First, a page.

Pride is rooted in activism
The 1969 Stonewall riots were a turning point for LGBTQ+ rights
Pride in San Antonio
The first Pride march in San Antonio happened in 1976
Pride is 365 days a year
Amplifying and celebrating visibility year round.
Pride started as a movement and it still is today
"In 2022, we're still standing up for ourselves"
Pride is rooted in activism: The 1969 Stonewall riots were a turning point for LGBTQ+ rights
"Pride started as a riot." That message is often seen on posters and signs at Pride parades and marches across the country. While the first celebrations amplifying LGBTQ+ visibility were not known as "Pride", the 1970 Christopher Street Gay Liberation Day march in New York could be considered the first "Pride" march. This, and all Pride celebrations now commemorate the Stonewall Riots of 1969.
On the evening of June 28, 1969, police raided the Stonewall Inn, a small gay bar in Greenwich Village. At the time, police raids at queer friendly establishments were common. But on the evening of June 28, 1969, patrons fought back. It erupted into riots that lasted until July 3.
University of Texas at San Antonio (UTSA) assistant archivist, Melissa Gohlke, called it "a seminal moment in LGBTQ+ history where members of the community just drew the line in the sand."
Many consider the Stonewall riots to be a turning point for LGBTQ+ rights. "members of the community were just done, they were tired of being preyed upon by policing agencies, by the mafia that often owned the clubs" Gohlke said.
Sylvia Rivera and Marsha P. Johnson are both remembered as LGBTQ+ rights activist and prominent figures in the Stonewall Riots.
Though, the news may have been slow to reach smaller communities, Pride Month has been celebrated in June for decades now, commemorating the riots, and the people who stood up against oppressions.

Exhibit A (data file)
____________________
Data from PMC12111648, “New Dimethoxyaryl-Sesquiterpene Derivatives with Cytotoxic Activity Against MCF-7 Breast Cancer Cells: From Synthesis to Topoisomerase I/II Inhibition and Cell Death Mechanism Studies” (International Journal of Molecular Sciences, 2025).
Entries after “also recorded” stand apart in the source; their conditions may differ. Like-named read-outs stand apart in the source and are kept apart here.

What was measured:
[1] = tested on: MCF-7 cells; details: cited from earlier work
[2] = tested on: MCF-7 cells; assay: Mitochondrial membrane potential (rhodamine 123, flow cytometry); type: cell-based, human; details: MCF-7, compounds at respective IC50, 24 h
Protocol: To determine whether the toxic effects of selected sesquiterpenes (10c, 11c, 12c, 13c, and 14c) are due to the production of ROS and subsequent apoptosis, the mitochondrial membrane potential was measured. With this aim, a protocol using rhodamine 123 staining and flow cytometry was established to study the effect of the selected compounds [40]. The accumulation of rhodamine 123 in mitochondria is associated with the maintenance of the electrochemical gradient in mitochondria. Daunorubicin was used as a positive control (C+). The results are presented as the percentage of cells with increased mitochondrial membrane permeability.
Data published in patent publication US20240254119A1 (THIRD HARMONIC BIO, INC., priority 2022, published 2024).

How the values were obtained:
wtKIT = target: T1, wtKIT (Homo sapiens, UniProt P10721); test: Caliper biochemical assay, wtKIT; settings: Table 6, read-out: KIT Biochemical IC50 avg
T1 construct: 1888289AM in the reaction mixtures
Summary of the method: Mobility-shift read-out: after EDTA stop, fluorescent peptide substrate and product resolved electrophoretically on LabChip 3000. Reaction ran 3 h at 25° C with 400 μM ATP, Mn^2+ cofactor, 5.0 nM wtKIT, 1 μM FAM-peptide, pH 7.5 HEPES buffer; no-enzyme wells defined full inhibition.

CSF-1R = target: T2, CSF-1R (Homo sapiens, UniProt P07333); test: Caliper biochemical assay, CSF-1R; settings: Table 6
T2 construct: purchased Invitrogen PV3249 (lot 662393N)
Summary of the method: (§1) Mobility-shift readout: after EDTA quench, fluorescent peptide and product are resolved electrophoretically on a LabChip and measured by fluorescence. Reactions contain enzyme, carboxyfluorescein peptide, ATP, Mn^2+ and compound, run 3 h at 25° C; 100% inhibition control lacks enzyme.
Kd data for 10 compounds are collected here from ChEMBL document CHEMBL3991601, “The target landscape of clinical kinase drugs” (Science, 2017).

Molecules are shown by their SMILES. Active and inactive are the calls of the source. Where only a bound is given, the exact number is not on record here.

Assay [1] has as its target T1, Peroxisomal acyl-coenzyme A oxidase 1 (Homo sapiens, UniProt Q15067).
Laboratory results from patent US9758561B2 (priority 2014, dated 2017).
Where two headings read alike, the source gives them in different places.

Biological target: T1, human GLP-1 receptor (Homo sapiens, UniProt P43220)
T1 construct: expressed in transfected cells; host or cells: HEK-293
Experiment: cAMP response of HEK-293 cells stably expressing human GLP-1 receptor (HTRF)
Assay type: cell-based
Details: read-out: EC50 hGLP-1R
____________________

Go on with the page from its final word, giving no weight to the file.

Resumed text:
San Antonio didn't react to Stonewall immediately, but in 1973, a popular gay nightclub became San Antonio's Stonewall.
Pride in San Antonio: The first Pride march in San Antonio happened in 1976
The San Antonio Country was a successful gay bar on St. Mary's St. founded by Arthur "Hap" Veltman. Gohlke said military police often came in to check for military personnel because they did not want them patronizing queer establishments.
In December 1973, military and local police raided the San Antonio Country.
"This very safe space then becomes not safe and like Stonewall, it becomes a flashpoint in San Antonio to move forward and say we’re not gonna take this anymore," Gohlke said.
Law enforcement at the time wanted to put Veltman's club on the off limits list for military personnel. After the 1973 raid, Veltman went to court and won to keep the San Antonio Country off the off limits list.
"Like Stonewall, a very seminal moment because he's fighting this huge bureaucracy that's trying to really oppress gays and he wins."
The first Pride march happened in 1976 with 35 participants, two police officers as escorts.
"It was a small group, that’s a brave group of people," Gohlke said. "A year later, it grew to 50 participants, gathering on the steps of the courthouse saying we’re here, you cannot continue to not hear our voices."
In the 80's and 90's, Pride celebrations grew larger. In
UTSA's special collections has photos from Pride celebrations at San Pedro Park.